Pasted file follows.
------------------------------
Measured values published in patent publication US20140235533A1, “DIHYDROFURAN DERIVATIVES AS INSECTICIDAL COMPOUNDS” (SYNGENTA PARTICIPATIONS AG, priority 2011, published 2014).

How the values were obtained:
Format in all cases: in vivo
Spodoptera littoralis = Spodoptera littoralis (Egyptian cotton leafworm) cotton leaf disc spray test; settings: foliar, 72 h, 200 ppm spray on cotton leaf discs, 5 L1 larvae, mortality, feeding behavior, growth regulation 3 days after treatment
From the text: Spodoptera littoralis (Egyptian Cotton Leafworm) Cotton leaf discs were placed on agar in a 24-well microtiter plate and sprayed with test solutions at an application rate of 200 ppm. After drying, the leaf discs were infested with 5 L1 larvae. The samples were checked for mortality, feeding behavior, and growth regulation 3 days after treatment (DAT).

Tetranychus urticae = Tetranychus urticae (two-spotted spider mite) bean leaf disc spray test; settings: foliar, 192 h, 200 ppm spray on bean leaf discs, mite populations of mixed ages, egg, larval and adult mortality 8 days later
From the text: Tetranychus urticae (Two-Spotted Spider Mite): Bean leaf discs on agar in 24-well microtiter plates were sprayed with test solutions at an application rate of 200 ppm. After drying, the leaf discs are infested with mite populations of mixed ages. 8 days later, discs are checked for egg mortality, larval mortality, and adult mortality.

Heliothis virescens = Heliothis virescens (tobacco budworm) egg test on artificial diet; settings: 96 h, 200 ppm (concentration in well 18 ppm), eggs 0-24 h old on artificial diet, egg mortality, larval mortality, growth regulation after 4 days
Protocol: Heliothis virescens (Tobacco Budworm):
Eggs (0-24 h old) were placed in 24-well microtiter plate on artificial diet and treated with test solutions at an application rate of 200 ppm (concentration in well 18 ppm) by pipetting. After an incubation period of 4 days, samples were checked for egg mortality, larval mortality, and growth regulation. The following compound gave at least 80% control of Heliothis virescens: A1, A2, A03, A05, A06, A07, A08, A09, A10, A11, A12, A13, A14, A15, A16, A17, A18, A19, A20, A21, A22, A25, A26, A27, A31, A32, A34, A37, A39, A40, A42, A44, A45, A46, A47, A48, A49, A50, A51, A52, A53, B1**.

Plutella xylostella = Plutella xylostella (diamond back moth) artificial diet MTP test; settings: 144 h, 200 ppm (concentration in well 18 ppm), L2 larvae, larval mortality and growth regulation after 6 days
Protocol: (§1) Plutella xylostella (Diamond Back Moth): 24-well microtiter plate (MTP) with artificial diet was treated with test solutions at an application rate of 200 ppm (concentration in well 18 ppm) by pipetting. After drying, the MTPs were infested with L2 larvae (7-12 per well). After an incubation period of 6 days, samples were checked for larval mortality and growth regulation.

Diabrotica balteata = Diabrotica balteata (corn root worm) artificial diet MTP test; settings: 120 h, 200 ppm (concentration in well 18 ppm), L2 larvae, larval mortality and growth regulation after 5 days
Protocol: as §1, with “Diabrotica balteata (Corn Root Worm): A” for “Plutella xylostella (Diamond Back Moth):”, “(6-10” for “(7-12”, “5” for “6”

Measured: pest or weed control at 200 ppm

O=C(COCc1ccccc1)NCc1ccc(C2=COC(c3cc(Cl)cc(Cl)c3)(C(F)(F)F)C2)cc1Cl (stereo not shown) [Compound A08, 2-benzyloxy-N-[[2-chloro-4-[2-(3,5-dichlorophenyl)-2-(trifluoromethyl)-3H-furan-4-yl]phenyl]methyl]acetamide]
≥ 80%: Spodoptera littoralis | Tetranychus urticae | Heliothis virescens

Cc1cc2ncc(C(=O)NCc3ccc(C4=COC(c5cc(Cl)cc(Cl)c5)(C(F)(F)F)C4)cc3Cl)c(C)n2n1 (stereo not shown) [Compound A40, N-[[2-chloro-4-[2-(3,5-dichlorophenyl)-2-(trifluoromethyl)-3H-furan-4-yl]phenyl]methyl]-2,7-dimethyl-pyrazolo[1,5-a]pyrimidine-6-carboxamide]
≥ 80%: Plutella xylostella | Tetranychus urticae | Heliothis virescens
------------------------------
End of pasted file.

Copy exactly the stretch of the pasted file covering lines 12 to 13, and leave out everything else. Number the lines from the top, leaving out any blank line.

Protocol: (§1) Plutella xylostella (Diamond Back Moth): 24-well microtiter plate (MTP) with artificial diet was treated with test solutions at an application rate of 200 ppm (concentration in well 18 ppm) by pipetting. After drying, the MTPs were infested with L2 larvae (7-12 per well). After an incubation period of 6 days, samples were checked for larval mortality and growth regulation.

Diabrotica balteata = Diabrotica balteata (corn root worm) artificial diet MTP test; settings: 120 h, 200 ppm (concentration in well 18 ppm), L2 larvae, larval mortality and growth regulation after 5 days